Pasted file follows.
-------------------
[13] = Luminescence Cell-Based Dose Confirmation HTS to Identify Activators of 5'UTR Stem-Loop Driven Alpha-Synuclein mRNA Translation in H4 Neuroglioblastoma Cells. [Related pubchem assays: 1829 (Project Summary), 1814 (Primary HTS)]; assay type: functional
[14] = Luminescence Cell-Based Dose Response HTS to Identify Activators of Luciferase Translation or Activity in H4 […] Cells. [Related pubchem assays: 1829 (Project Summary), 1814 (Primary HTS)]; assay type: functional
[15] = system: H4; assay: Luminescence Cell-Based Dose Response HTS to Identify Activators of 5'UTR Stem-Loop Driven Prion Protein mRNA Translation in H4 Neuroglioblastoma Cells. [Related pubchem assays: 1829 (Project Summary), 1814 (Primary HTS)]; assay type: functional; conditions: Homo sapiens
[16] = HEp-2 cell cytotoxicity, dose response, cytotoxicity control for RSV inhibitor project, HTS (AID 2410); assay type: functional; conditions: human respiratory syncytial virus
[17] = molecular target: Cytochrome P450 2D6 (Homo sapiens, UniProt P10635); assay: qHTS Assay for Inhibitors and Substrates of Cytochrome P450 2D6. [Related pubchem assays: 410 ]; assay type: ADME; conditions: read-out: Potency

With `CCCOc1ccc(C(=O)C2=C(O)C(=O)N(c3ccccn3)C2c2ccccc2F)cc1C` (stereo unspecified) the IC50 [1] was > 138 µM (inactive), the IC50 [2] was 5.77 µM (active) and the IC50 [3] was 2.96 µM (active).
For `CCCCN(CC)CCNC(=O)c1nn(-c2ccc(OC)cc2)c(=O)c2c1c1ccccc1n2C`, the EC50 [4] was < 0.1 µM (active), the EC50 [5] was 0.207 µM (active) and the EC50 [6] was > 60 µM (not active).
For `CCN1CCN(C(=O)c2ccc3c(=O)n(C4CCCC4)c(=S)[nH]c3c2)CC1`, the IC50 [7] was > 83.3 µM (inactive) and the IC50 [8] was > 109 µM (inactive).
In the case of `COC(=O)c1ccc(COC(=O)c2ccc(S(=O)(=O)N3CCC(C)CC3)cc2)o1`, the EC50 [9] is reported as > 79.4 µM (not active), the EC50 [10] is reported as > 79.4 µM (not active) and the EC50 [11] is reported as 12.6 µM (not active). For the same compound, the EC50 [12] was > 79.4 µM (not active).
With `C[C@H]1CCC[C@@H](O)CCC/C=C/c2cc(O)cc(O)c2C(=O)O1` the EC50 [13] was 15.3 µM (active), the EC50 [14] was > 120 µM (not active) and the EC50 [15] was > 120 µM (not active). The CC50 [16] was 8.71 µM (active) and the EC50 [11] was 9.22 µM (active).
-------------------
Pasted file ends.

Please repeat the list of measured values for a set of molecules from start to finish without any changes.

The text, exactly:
[13] = Luminescence Cell-Based Dose Confirmation HTS to Identify Activators of 5'UTR Stem-Loop Driven Alpha-Synuclein mRNA Translation in H4 Neuroglioblastoma Cells. [Related pubchem assays: 1829 (Project Summary), 1814 (Primary HTS)]; assay type: functional
[14] = Luminescence Cell-Based Dose Response HTS to Identify Activators of Luciferase Translation or Activity in H4 […] Cells. [Related pubchem assays: 1829 (Project Summary), 1814 (Primary HTS)]; assay type: functional
[15] = system: H4; assay: Luminescence Cell-Based Dose Response HTS to Identify Activators of 5'UTR Stem-Loop Driven Prion Protein mRNA Translation in H4 Neuroglioblastoma Cells. [Related pubchem assays: 1829 (Project Summary), 1814 (Primary HTS)]; assay type: functional; conditions: Homo sapiens
[16] = HEp-2 cell cytotoxicity, dose response, cytotoxicity control for RSV inhibitor project, HTS (AID 2410); assay type: functional; conditions: human respiratory syncytial virus
[17] = molecular target: Cytochrome P450 2D6 (Homo sapiens, UniProt P10635); assay: qHTS Assay for Inhibitors and Substrates of Cytochrome P450 2D6. [Related pubchem assays: 410 ]; assay type: ADME; conditions: read-out: Potency

With `CCCOc1ccc(C(=O)C2=C(O)C(=O)N(c3ccccn3)C2c2ccccc2F)cc1C` (stereo unspecified) the IC50 [1] was > 138 µM (inactive), the IC50 [2] was 5.77 µM (active) and the IC50 [3] was 2.96 µM (active).
For `CCCCN(CC)CCNC(=O)c1nn(-c2ccc(OC)cc2)c(=O)c2c1c1ccccc1n2C`, the EC50 [4] was < 0.1 µM (active), the EC50 [5] was 0.207 µM (active) and the EC50 [6] was > 60 µM (not active).
For `CCN1CCN(C(=O)c2ccc3c(=O)n(C4CCCC4)c(=S)[nH]c3c2)CC1`, the IC50 [7] was > 83.3 µM (inactive) and the IC50 [8] was > 109 µM (inactive).
In the case of `COC(=O)c1ccc(COC(=O)c2ccc(S(=O)(=O)N3CCC(C)CC3)cc2)o1`, the EC50 [9] is reported as > 79.4 µM (not active), the EC50 [10] is reported as > 79.4 µM (not active) and the EC50 [11] is reported as 12.6 µM (not active). For the same compound, the EC50 [12] was > 79.4 µM (not active).
With `C[C@H]1CCC[C@@H](O)CCC/C=C/c2cc(O)cc(O)c2C(=O)O1` the EC50 [13] was 15.3 µM (active), the EC50 [14] was > 120 µM (not active) and the EC50 [15] was > 120 µM (not active). The CC50 [16] was 8.71 µM (active) and the EC50 [11] was 9.22 µM (active).